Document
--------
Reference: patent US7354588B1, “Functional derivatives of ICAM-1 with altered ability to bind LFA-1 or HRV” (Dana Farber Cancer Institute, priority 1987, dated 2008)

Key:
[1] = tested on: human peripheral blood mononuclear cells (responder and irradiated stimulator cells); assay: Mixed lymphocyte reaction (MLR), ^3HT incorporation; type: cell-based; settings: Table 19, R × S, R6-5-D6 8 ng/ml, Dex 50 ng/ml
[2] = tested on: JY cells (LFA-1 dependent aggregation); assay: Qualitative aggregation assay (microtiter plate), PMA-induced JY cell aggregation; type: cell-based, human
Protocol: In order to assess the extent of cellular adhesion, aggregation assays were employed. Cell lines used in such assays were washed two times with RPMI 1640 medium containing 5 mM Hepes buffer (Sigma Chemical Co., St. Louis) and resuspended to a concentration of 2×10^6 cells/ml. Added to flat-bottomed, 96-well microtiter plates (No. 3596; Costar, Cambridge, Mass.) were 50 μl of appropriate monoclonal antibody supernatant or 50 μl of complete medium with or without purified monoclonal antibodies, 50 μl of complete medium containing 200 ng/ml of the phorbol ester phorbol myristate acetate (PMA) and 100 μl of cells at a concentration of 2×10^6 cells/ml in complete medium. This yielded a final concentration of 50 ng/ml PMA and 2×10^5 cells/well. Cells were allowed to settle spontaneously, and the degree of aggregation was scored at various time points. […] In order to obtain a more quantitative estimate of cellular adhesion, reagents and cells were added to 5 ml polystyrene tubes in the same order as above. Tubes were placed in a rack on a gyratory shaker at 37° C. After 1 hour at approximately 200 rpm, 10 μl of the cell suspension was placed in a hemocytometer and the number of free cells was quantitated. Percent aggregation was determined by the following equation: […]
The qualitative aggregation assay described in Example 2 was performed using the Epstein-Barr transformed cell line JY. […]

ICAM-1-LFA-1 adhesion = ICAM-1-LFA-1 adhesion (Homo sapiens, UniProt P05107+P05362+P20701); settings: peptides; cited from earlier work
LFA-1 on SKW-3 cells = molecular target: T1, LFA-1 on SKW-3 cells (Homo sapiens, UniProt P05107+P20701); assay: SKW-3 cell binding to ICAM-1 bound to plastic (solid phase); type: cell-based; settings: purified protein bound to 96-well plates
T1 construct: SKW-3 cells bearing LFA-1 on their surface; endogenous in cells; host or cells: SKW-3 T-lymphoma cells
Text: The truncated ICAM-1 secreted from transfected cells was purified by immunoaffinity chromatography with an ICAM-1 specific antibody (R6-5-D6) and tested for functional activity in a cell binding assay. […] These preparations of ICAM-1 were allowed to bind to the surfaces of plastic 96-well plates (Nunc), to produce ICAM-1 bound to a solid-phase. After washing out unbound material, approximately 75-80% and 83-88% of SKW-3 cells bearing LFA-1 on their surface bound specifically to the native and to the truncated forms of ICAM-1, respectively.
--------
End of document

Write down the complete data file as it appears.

Reference: patent US7354588B1, “Functional derivatives of ICAM-1 with altered ability to bind LFA-1 or HRV” (Dana Farber Cancer Institute, priority 1987, dated 2008)

Key:
[1] = tested on: human peripheral blood mononuclear cells (responder and irradiated stimulator cells); assay: Mixed lymphocyte reaction (MLR), ^3HT incorporation; type: cell-based; settings: Table 19, R × S, R6-5-D6 8 ng/ml, Dex 50 ng/ml
[2] = tested on: JY cells (LFA-1 dependent aggregation); assay: Qualitative aggregation assay (microtiter plate), PMA-induced JY cell aggregation; type: cell-based, human
Protocol: In order to assess the extent of cellular adhesion, aggregation assays were employed. Cell lines used in such assays were washed two times with RPMI 1640 medium containing 5 mM Hepes buffer (Sigma Chemical Co., St. Louis) and resuspended to a concentration of 2×10^6 cells/ml. Added to flat-bottomed, 96-well microtiter plates (No. 3596; Costar, Cambridge, Mass.) were 50 μl of appropriate monoclonal antibody supernatant or 50 μl of complete medium with or without purified monoclonal antibodies, 50 μl of complete medium containing 200 ng/ml of the phorbol ester phorbol myristate acetate (PMA) and 100 μl of cells at a concentration of 2×10^6 cells/ml in complete medium. This yielded a final concentration of 50 ng/ml PMA and 2×10^5 cells/well. Cells were allowed to settle spontaneously, and the degree of aggregation was scored at various time points. […] In order to obtain a more quantitative estimate of cellular adhesion, reagents and cells were added to 5 ml polystyrene tubes in the same order as above. Tubes were placed in a rack on a gyratory shaker at 37° C. After 1 hour at approximately 200 rpm, 10 μl of the cell suspension was placed in a hemocytometer and the number of free cells was quantitated. Percent aggregation was determined by the following equation: […]
The qualitative aggregation assay described in Example 2 was performed using the Epstein-Barr transformed cell line JY. […]

ICAM-1-LFA-1 adhesion = ICAM-1-LFA-1 adhesion (Homo sapiens, UniProt P05107+P05362+P20701); settings: peptides; cited from earlier work
LFA-1 on SKW-3 cells = molecular target: T1, LFA-1 on SKW-3 cells (Homo sapiens, UniProt P05107+P20701); assay: SKW-3 cell binding to ICAM-1 bound to plastic (solid phase); type: cell-based; settings: purified protein bound to 96-well plates
T1 construct: SKW-3 cells bearing LFA-1 on their surface; endogenous in cells; host or cells: SKW-3 T-lymphoma cells
Text: The truncated ICAM-1 secreted from transfected cells was purified by immunoaffinity chromatography with an ICAM-1 specific antibody (R6-5-D6) and tested for functional activity in a cell binding assay. […] These preparations of ICAM-1 were allowed to bind to the surfaces of plastic 96-well plates (Nunc), to produce ICAM-1 bound to a solid-phase. After washing out unbound material, approximately 75-80% and 83-88% of SKW-3 cells bearing LFA-1 on their surface bound specifically to the native and to the truncated forms of ICAM-1, respectively.